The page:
Tommy's guest blog, 15/05/2019, by Jess
Rainbow baby Noah who swims with Water Babies at Kingsley pool, Kettering with Kelly will be fundraising in the Tommy's Splashathon. Noah was born after mum Jess suffered a devastating 3 miscarriages and sought help from the Tommy's Centre for National Miscarriage Research at Birmingham Women's Hospital.
In the midst of her pain Jess shared her story for the Tommy's #miscourage campaign:
"November 2016, February 2017 and July 2017.
These dates will be forever significant for my husband and I. July 2017 was our 3rd miscarriage, it was different to the previous 2 as those both started with bleeding and cramps and I soon knew what was happening to me.
For the 3rd we went for our 12 weeks scan not quite believing we had gotten to this stage, so excited. We had bought a photo frame to put the scan picture into and planned our ‘Rainbow Baby’ announcement.
The midwife started the scan and looked at me and said ‘Are you sure about your dates?’ at this point the world stopped and I knew again what was happening.
Before the scan I had no bleeding, no cramps and still having pregnancy symptoms only to be told our baby had stopped growing at 9 weeks and there was no heartbeat. My heart was torn from me, my husband and I drove away and pulled into a car park to break the devastating news to our parents when we both broke down and sobbed into each other’s arms. We honestly had no idea and thought everything was fine.
I was booked in for an operation to have our baby removed 2 days later and spent 1 day in hospital which was the worst day of my life to date and since a day has not gone past when I have not cried.
A part of me feels angry with everything and everyone. Why me? It’s not fair, what have my husband and I done to deserve this? Will I ever be able to provide my husband with the child we both so dearly want?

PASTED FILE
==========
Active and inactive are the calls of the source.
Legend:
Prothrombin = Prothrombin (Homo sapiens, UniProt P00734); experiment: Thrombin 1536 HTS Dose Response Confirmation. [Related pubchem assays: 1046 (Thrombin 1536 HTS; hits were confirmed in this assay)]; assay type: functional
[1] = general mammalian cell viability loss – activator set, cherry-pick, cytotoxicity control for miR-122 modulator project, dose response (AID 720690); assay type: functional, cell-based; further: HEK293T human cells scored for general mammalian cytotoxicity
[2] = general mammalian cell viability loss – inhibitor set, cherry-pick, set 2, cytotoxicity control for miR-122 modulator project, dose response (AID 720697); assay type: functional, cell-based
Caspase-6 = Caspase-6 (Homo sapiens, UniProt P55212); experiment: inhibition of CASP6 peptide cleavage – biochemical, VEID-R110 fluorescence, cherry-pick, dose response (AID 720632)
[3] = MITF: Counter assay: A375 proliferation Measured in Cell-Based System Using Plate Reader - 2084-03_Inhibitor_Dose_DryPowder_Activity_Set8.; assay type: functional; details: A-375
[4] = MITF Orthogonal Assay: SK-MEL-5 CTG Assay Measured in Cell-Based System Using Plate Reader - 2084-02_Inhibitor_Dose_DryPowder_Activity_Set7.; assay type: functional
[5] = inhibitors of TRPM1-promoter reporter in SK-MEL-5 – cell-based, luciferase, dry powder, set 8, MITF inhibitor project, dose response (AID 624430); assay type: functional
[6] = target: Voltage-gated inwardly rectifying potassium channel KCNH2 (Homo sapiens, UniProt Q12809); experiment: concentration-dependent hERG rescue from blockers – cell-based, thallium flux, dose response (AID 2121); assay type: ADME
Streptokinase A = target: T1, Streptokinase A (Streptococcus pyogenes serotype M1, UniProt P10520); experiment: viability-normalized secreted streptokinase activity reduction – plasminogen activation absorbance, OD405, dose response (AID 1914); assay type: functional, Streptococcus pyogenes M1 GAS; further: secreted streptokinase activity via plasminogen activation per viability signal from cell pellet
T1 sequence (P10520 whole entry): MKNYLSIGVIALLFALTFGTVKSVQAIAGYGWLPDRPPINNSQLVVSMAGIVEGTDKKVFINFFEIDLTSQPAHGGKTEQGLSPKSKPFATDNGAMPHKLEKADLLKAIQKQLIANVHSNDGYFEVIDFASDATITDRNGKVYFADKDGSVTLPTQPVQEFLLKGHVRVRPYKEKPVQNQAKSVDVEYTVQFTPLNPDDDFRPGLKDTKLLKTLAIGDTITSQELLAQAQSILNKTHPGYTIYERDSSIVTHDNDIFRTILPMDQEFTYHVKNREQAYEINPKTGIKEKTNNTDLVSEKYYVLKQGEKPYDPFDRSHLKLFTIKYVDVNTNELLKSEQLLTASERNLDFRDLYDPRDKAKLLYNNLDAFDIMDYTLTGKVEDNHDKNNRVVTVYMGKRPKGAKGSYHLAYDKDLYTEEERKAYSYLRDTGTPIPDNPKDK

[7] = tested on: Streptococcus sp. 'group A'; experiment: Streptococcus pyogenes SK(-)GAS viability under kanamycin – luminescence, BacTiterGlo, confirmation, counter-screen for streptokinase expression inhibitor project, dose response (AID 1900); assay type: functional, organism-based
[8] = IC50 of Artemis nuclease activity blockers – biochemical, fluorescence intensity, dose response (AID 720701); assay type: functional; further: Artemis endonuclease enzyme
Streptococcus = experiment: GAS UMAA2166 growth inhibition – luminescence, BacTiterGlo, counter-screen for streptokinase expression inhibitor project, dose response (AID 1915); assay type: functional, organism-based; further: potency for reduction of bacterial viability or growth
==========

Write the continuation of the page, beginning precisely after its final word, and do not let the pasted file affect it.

We are both so lucky to have our friends and family around to support us through these times but I can’t help but feel so alone and unable to talk about what has happened without crying. I feel defeated and crushed by what has happened and feel useless as a woman to not be able to carry my child. I can’t help but think it will never happen for us but I know this thinking will get me nowhere and I must be strong for everyone around me.
So, from here we have looked forward and have been referred for testing which I am hoping will show something which can be ‘fixed’ but also hoping nothing is wrong.
It has helped me so much reading other stories so if mine just helps one person to get though what I can only describe as the most heart wrenching time of my life then that's good.
It has also helped to write down my feelings so thank you for reading."
After their 3rd miscarriage Jess and her husband were told they could now finally seek help. Jess found the Tommy's Centre for National Miscarriage Research at Birmingham Women's Hospital online:
"I went home with no idea of how I could access the help we needed and it was through an online search I found the Tommy's Centre for National Miscarriage Research at Birmingham Women's Hospital. I immediately went straight to my GP and asked for a referral.
We had a number of tests and all came back clear. They were so supportive during my 4th pregnancy with reassurance scans and someone to speak to as and when I needed.
It is now May 2019 and we have our perfect 9 month old rainbow baby Noah and we are so grateful to the Tommy's team. We're all very excited about being taking part in Splashathon and being able to fundraise for Tommy's with Water Babies."
A team from JMW solicitors recently took on the three peaks challenge in support of Tommy's.
This Sunday, 5 May, is International Day of the Midwife, a day in which we shine the spotlight on some of the special individuals who make up the fabric of Tommy's.
Owen, co-author of parenting blog 'Love amongst the stars' opens up about navigating the emotions he felt after the loss of his son Kaspar.
Lewis writes about his journey and why he chooses to run for #TeamTommys.
There are times when it all feels like too much, but at those times I think of my daughter, who was such a fighter, and suddenly everything seems more manageable again.
"I truly feel without the support of the EPU and the peace of mind given to us through the Tommy's study we would not be where we are today."
Little Anderson was born under the care of the Tommy's Early Miscarriage Research Centre at London Imperial.